While aquariums may appear to be educational and conservation-oriented, most are designed with the needs and desires of the visitors in mind, not the needs of the animals. Many animals in aquariums exhibit abnormal behavior as a result of being deprived of their natural environments and social structures. Stereotypical behavior of these confined animals includes head bobbing, repeatedly swimming in circles and sticking their heads out of the water over and over again (surface break). If the animals attempt to hide to reduce their stress, which isn't easy when the displays are designed to meet the needs of the visitors, the aquarium staff take measures to keep the animals visible.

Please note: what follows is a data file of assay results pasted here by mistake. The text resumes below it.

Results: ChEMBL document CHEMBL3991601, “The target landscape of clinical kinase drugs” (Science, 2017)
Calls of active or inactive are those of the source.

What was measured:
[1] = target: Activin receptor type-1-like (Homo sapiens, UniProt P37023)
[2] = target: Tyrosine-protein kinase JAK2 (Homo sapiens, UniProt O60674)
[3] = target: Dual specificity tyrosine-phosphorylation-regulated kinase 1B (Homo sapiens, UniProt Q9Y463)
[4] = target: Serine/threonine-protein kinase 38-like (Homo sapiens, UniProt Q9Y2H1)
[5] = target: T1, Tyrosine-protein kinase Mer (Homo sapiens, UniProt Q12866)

Shark-feeding shows reinforce the “threat” that sharks pose to humans, rather than the grave situation faced by shark species because of human activity. “Touching” displays allow kids and adults to grab and torment aquatic animals.

While the industry that displays marine animals claims it works to educate the public and conserve the animals, they deplete species from their natural habitats and do little to educate humans on animal issues. A substantial decline in aquarium-targeted species is taking place. Many animals in aquariums don't even have signs that identify the species.